Ken Takakura as Ken Tanaka, disciplined ex-Yakuza
Tokyo, Spring 1974
Film: The Yakuza
Release Date: December 28, 1974
Director: Sydney Pollack
Costume Designer: Dorothy Jeakins
The Yakuza was the first screenplay credited to either Paul Schrader or Leonard Schrader, whose experiences in Japan inspired his brother to write the story. Leonard returned to the United States, where he spend the holiday season in Venice co-writing the screenplay’s first draft with Paul, who would later famously collaborate with Martin Scorsese on Taxi Driver and Raging Bull among others. While the brothers watched many yakuza films for inspiration, what impressed them the most was the stoic screen presence of Ken Takakura, the Nakama-born actor who’d made his screen debut two decades earlier.
James Coburn as Tex Panthollow, larcenous former OSS commando
Paris, April 1963
Release Date: December 5, 1963
Director: Stanley Donen
WARNING! Spoilers ahead!
As portrayed by the brilliant and versatile James Coburn, Tex Panthollow makes his dramatic introduction in the beginning of Charade as the second of three mysterious men who show up to “pay respects” at the funeral of their one-time brother-in-arms Charles Lampert, each one increasingly perplexing his widow Reggie (Audrey Hepburn) with their behavior. Par examplum: Tex draws a hand-sized mirror from his inside breast pocket and holds it directly under the deceased’s nose to ensure that he’s really passed from this world before sneering: “Arrive-derci, Charlie.”
Frank Sinatra as Joey Evans, womanizing nightclub singer
San Francisco, Spring 1957
Film: Pal Joey
Release Date: October 25, 1957
Director: George Sidney
Costume Designer: Jean Louis
Joey Evans’s first night with the band finds him already complicating his romantic life, balancing his attraction to the demure singer Linda English (Kim Novak) with the vivacious ex-stripper Vera Prentice-Simpson (Rita Hayworth) when the band is hired to play a gig at Vera’s place as a fundraise for the local children’s hospital.
Joe Pesci as Vincent LaGuardia “Vinny” Gambini, fledgling defense attorney
“Beechum County”, Alabama, January into February 1992
Film: My Cousin Vinny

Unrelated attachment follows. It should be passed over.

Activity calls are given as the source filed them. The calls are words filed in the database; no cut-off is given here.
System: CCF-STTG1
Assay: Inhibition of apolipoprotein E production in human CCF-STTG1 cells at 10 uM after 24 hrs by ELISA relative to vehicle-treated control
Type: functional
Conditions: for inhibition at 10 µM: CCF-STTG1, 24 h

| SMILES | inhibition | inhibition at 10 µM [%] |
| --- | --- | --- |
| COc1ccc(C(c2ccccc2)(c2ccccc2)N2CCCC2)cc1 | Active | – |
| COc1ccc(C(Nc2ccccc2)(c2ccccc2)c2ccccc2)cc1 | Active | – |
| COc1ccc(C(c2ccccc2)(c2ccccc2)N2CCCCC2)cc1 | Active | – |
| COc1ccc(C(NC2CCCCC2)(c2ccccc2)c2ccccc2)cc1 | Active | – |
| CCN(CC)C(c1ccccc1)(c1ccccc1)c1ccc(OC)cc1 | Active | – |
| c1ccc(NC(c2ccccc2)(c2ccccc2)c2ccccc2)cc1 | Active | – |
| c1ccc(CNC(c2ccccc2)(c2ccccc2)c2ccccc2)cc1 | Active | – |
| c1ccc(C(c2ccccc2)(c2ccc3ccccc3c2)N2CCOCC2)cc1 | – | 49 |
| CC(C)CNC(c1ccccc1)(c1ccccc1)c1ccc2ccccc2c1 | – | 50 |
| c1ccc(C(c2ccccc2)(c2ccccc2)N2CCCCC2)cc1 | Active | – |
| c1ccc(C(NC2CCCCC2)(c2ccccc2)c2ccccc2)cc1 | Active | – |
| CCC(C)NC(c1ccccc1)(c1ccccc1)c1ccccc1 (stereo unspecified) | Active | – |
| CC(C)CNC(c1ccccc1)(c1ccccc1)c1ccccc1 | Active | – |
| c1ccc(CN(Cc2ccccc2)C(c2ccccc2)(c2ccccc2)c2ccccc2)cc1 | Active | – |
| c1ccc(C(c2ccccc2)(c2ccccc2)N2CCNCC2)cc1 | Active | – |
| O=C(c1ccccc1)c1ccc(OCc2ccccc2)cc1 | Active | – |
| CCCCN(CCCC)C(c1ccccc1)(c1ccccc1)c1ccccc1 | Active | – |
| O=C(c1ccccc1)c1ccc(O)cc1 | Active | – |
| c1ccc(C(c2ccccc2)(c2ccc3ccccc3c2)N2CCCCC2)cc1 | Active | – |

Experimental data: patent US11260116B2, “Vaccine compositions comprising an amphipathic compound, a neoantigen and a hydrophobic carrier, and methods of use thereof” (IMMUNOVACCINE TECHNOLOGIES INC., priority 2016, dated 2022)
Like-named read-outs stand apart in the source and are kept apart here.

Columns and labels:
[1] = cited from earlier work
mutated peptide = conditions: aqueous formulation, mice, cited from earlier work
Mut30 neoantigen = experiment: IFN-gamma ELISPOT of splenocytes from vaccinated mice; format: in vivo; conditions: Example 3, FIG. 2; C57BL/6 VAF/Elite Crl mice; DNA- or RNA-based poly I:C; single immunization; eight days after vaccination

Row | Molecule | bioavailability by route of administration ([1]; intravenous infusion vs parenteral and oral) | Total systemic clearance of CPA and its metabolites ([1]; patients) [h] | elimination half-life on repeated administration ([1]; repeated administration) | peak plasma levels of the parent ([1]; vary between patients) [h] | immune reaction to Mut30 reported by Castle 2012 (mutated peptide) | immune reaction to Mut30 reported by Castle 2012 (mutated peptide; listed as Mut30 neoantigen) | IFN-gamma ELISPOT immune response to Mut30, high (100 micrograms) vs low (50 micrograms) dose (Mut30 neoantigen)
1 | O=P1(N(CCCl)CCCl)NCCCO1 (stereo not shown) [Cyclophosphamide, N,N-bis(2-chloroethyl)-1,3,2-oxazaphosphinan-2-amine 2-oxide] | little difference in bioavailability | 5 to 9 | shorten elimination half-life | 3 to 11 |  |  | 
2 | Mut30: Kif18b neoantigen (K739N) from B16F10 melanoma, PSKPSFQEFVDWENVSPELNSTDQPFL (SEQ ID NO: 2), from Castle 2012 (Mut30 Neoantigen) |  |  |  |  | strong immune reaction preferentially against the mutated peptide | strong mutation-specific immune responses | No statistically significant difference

Release Date: March 13, 1992
Director: Jonathan Lynn
Costume Designer: Carol Wood
Happy birthday to Joe Pesci! Though the 76-year-old actor has been mostly retired from acting over the last two decades, he’s occasionally stepped back into the camera lens for a few sporadic screen appearances, most recently a Google Assistant ad that played during Super Bowl LIII and his latest collaboration with Martin Scorsese, The Irishman, scheduled to be released this fall.
Following his notable Oscar win for Goodfellas—and his short, humble acceptance speech that consisted solely of “It’s my privilege, thank you”—Pesci had some fun parodying his excitable screen persona in comedies like Home Alone, the Lethal Weapon series, and My Cousin Vinny.
James Garner as Robert Hendley, American-born RAF Flight Lieutenant and “scrounger”
Sagan-Silesia (Zagan, Poland), Spring 1944
Film: The Great Escape
Release Date: July 4, 1963
Director: John Sturges
Wardrobe Credit: Bert Henrikson
Steve McQueen’s daring Captain Hilts may get all the glory of The Great Escape‘s legacy, but James Garner’s affable and resourceful “scrounger” Hendley remains one of my favorite characters from any war movie.
Tom Selleck as Nick Lassiter, debonair jewel thief
London, June 1939
Release Date: February 17, 1984
Director: Roger Young
Costume Designer: Barbara Lane
Happy birthday, Tom Selleck!
On the actor’s 74th birthday, I’m responding to a frequent request from a fellow Tom who kindly brought my attention to Selleck’s pre-World War II style in the little-known 1984 caper film Lassiter, made during the actor’s Magnum P.I. heyday. Selleck starred as the title character, Nick Lassiter, a daring and debonair jewel thief in the tradition of David Niven’s “Phantom” from the Pink Panther series with a twist of Indiana Jones… perhaps to make up for the fact that Selleck had turned down Raiders of the Lost Ark before Harrison Ford made the iconic role his own.
Gregory Peck as Harry Street, adventurous American expatriate writer and former newspaper reporter
Paris, Spring 1925
Film: The Snows of Kilimanjaro
Release Date: September 17, 1952
Director: Henry King
Wardrobe Supervisor: Charles Le Maire
The snowy month of January—and my shared half-birthday with Ernest Hemingway on the 21st—makes today a perfect time to look at Gregory Peck’s style in The Snows of Kilimanjaro, the first of Henry King’s two adaptations of Papa’s work that would star Ava Gardner and Peck’s second go at playing a Hemingway protagonist.